Imagine being a creature where you have to lick yourself clean, and part of that job means swallowing hair, and then every so often you have to vomit/choke it up. The cat vaulted off the bed in the middle of the night to undertake this sickening chore, and was so disgusted by it, sent itself to the corner (well, beside the heater), for the rest of the morning. I literally couldn't find the cat after doing a thorough Navy Seals thing, and then when light streamed through the curtains I noticed it was hiding behind the heater. Poor kitty!
My back was marginally better this morning, but still woke up thanks to lower based eina. Think the problem is a combination of drinking too little water and not so great digestion (aka constipation). The constipation is new because of reduced training volume...but I've started doing some treadmill running the last few days, and some gym, hence the 'slight' improvement, I think.
My story on Medicine was published, warts and all, on reporter.co.za this morning, front page. I say warts and all because it has some glaring errors, some are mine but some aren't (This one isn't mine: changing sort've to sort have. This one is: I have a 'to' instead of 'so'.) But there are plenty besides. If I was a self respecting writer I should shut down my computer, write a (suicide) note of apology, and hang myself from the tree overshadowing my car (from which birds on a daily basis poo poo their opinion of global warming and easy motoring).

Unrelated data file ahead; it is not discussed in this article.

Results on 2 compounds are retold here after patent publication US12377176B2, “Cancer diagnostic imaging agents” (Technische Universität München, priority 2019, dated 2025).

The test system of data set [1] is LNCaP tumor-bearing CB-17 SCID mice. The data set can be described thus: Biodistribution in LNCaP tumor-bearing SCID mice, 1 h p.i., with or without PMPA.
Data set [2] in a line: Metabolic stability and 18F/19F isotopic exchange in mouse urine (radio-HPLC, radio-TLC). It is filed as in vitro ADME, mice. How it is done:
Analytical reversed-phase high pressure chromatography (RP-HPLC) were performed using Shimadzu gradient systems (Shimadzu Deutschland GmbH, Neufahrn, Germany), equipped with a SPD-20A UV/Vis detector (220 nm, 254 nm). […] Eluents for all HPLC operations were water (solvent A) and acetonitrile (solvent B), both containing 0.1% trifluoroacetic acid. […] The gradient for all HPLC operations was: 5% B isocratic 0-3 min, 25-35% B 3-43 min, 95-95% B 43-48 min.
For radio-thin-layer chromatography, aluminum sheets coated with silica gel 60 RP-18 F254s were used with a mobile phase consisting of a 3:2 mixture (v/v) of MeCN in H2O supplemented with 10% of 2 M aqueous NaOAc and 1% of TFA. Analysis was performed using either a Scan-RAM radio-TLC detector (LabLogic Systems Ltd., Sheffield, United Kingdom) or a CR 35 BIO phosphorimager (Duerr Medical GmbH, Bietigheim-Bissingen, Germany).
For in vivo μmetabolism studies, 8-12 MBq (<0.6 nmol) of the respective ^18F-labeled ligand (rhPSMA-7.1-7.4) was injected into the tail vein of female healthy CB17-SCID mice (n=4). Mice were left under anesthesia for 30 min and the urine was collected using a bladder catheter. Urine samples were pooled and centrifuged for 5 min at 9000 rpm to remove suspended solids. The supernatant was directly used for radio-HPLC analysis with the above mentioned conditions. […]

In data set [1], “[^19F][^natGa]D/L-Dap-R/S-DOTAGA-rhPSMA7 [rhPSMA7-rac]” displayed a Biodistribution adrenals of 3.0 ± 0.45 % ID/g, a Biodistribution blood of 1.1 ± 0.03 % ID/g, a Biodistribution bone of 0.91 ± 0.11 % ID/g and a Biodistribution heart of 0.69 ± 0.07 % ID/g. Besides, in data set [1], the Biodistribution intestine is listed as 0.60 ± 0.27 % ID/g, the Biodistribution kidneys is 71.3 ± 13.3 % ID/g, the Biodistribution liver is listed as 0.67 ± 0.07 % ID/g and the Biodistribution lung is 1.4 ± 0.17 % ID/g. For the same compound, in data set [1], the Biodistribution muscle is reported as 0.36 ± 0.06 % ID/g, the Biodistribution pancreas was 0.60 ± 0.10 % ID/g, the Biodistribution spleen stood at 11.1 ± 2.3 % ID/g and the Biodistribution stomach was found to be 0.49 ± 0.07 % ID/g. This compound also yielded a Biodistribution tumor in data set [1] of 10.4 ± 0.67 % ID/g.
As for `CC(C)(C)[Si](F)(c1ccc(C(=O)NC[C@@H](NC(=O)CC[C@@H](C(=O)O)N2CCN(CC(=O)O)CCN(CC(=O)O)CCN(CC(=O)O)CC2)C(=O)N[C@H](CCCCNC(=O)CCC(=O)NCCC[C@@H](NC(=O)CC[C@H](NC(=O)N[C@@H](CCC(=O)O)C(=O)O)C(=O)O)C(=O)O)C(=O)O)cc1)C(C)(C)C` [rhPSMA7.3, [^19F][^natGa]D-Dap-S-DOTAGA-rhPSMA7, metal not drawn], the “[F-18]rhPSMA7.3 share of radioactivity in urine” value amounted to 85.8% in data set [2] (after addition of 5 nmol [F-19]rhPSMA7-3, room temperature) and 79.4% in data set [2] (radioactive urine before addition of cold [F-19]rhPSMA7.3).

I'm Cake King today so have provided the team with 40 pancakes, and some cinammon sugar for flavour. A slightly more cheapskate version of my previous Cake Day (where I ordered and fetched 4 large steaming Scooters pizzas). Then again, I was tempted to bring a loaf of white bread, with a butterknife and a tub of lard.
This weekend will likely involve far too much watching of television. It's far more tempting at 108 to stay up late watching DSTV (despite eyelids beginning to pierce the toothpicks inserted to keep them open), than finding anything on non-satellite.
Last night I watched triathlon, including Sweetlund, a Canadian, popping in an international race in Des Moine due to heat exhaustion. She walked a bit like a clown, big steps, nose high in the air... Except it wasn't funny, and every girl over the line collapsed on the podium. That's a personal glimpse at global warming. If anyone is going to be sensitive to too high temperatures, it's going to be athletes.